©2008-2017 David V Keeney All rights reserved.
When the account is created, the super role, named s<id> (for example 's000000767'). This account has privileges to create tables and views, and it then owns those resources. This account can grant privileges to the other roles, after each has been created from the Role Manager page. In fact, the other roles are created with no privileges, and only gain them by GRANT from the Super role.
The Reader role can execute arbitrary SQL queries, in addition to lookup queries. This role has no password, so set the role privileges carefully: SELECT is generally safe. If you are using RdbHost as the database for a web application hosted elsewhere (GAE, maybe), then you can leave this and other roles disabled.
The Preauth role, like Auth, can only execute predefined lookup queries. This role has no authcode, so if it is enabled, anybody can use it. The predefined queries and the role privileges should be defined carefully and in combination.
The Auth role can only execute predefined lookup queries; SQL queries in the request will return an error message. Because the only queries executed with this role are those you define, the Postgresql privileges are less critical, and can be set more generously. For example, if the only predefined queries that delete records filter the records to delete, then allowing the DELETE privilege can be safe. This role has an authcode, so you can restrict its usage to select users or scripts.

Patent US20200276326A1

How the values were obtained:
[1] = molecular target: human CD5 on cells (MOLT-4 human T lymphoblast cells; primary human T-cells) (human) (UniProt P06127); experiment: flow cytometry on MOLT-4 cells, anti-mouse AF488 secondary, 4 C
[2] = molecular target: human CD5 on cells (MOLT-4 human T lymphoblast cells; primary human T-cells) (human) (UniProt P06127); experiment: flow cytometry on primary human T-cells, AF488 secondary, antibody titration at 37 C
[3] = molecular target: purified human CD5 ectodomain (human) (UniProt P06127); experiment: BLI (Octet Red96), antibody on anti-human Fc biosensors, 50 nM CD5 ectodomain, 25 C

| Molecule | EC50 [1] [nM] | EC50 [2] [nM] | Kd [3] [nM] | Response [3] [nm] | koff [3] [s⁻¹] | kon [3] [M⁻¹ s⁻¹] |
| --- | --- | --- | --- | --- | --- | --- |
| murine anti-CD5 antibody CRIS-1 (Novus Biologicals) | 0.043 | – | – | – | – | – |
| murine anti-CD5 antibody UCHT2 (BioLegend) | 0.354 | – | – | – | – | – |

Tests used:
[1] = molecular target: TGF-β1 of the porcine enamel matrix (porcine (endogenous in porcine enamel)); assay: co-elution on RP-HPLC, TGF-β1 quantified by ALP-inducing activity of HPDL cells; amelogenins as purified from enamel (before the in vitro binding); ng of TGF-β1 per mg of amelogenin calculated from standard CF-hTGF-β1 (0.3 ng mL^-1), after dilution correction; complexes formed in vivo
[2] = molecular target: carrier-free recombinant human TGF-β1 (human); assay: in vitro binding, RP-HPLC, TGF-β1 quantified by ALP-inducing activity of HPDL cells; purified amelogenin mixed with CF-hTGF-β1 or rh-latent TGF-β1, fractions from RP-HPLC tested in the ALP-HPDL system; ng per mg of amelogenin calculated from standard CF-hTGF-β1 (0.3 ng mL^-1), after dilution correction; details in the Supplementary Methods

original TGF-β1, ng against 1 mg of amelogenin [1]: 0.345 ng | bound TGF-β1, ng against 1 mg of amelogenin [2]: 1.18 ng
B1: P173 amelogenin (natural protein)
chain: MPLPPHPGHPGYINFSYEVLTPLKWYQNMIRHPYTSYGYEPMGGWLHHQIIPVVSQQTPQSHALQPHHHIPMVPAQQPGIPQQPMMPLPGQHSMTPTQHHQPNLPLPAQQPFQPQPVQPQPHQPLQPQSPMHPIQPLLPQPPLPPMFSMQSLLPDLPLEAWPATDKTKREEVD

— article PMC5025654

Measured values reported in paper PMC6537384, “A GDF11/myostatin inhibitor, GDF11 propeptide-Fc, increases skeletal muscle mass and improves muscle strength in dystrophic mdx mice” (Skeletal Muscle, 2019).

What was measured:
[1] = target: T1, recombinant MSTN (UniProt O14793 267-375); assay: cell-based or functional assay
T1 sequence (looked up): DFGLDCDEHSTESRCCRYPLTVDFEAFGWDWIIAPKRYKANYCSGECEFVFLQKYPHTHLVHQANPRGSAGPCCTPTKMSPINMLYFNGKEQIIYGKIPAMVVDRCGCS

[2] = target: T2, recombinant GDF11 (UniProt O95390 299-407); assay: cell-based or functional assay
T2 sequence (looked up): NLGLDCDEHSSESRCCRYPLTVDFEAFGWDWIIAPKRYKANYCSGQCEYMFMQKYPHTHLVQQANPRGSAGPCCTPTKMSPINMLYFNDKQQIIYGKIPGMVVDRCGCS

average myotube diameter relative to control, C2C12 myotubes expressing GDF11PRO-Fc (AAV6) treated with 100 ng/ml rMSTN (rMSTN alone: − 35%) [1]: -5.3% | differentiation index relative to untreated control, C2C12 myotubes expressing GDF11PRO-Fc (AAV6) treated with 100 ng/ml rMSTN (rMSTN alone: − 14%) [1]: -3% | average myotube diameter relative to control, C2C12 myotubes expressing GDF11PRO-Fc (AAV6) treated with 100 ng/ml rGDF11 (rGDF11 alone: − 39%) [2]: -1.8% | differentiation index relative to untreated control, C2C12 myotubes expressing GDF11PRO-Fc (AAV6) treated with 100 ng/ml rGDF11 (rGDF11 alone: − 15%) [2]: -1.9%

You manage the security of your account using two mechanisms: the first is Postgresql's own role privileges, where you control which roles can read, add, modify or delete records for each table; the second is the query lookup system.
Postgresql role privileges are important, and should be set, but are sometimes too granular for an application's purposes. You may wish to allow a role to delete records from a specific table, but only the records belonging to a specific user. Postgresql role privileges cannot provide that restriction unaided.
The query lookup system provides a more precise access control, allowing you to define exactly what queries a role can execute. You could define a multitable delete query, for example, which only deletes records satisfying arbitrary constraints, and include in those constraints a match on a password field. Postgresql would allow deletions from that table by that role, but the lookup table restriction means the only query available to do the deletion only allows specific records to be deleted.
You can use multiple roles in the same script, so you could set safe limits on the Reader role, and use it with free-form queries for most data retrieving. For those operations needing to alter the database, you can define a Preauth or Auth role (both are limited to lookups), and define appropriate queries in the lookup table to safely alter the table data.
|May use lookup.queries||Yes||Yes||Yes||Yes|
|May use free-form queries||Yes||No||No||Yes|
|May train lookup.preauth_queries||No||Yes||Yes||No|